CUPE to energy ministers: Energy policy must focus on reliable, clean, public energy | CUPE

| September 10, 2012


Canada’s energy policy must be about more than oil exports. First and foremost it must be about clean and public energy production. That is one of the main messages that Paul Moist National President of the Canadian Union of Public Employees (CUPE) hopes the federal and provincial energy ministers will hear, as they meet in Charlottetown for the next few days. In a letter sent to the federal and all provincial energy ministers earlier this week, Moist insists that governments need to focus more on Canadians’ energy security and the development of clean, public energy.


Canada’s energy policy must be about more than oil exports. First and foremost it must be about clean and public energy production. That is one of the main messages that Paul Moist National President of the Canadian Union of Public Employees (CUPE) hopes the federal and provincial energy ministers will hear, as they meet in Charlottetown for the next few days.

In a letter sent to the federal and all provincial energy ministers earlier this week, Moist insists that governments need to focus more on Canadians’ energy security and the development of clean, public energy.

“A sustainable economy must be built on more than the direct export of our natural resources: our own energy security must be a priority. We must direct the wealth generated by our natural resources to investment in a public energy system that is sustainable both environmentally and economically”, Moist says.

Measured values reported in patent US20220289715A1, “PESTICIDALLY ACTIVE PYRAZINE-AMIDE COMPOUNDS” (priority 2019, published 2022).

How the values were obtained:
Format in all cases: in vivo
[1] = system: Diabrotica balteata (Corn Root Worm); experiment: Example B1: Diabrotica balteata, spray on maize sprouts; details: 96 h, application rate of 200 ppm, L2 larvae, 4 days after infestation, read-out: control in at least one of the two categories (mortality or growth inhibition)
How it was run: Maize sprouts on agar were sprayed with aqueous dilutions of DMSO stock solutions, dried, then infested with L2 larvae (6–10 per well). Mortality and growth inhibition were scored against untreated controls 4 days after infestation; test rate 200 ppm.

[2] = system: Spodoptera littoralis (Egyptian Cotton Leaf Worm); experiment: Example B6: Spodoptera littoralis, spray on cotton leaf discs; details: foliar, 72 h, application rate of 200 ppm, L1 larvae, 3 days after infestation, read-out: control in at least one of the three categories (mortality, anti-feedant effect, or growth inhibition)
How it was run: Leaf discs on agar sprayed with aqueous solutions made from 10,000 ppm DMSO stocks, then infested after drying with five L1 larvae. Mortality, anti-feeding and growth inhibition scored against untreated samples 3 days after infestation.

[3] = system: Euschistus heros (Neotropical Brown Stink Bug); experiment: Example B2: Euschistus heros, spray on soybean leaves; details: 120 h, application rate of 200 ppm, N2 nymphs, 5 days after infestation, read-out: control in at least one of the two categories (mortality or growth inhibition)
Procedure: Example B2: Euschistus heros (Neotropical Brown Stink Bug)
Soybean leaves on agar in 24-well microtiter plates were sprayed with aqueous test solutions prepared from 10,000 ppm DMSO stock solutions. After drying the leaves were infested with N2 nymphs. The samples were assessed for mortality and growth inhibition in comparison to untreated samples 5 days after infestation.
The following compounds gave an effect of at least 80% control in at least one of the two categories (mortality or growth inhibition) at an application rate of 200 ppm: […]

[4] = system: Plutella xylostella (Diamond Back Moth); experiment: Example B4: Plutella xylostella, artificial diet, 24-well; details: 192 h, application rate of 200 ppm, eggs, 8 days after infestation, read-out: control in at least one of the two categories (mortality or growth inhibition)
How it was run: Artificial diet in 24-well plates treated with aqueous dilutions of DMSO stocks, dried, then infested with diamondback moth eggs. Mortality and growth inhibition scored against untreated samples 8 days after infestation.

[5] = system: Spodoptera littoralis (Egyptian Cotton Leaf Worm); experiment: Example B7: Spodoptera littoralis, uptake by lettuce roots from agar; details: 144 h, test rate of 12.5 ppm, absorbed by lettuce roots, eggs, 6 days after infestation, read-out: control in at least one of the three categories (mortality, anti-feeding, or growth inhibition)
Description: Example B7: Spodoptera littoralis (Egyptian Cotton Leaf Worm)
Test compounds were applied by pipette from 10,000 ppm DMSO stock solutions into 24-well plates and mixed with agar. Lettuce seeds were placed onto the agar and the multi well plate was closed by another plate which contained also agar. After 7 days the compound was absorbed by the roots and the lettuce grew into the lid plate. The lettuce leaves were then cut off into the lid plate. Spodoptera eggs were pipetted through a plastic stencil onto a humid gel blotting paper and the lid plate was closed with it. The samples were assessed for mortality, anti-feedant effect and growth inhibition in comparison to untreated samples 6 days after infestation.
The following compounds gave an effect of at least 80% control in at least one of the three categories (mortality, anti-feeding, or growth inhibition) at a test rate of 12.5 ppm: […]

The policy recommendations outlined by CUPE include:

  1. Adopt the principle that access to energy is a human right. 2. Recognize electrical energy production, transmission and distribution specifically. 3. Establish a core principle of public ownership of electrical infrastructure and production. 4. Eliminate disincentives and bans on public utility investment and development of green and renewable energy infrastructure. 5. Establish clear processes to work with First Nations and local communities on energy development. 6. Work with labour on a workforce development strategy to train new energy workers to deal with the demographic challenges of an aging workforce and a changing workplace. 7. Develop plans to ensure a just transition for workers to move from non-renewable energy to green and renewable energy.

 

Read the full web release here.

Read the letter to the ministers here.

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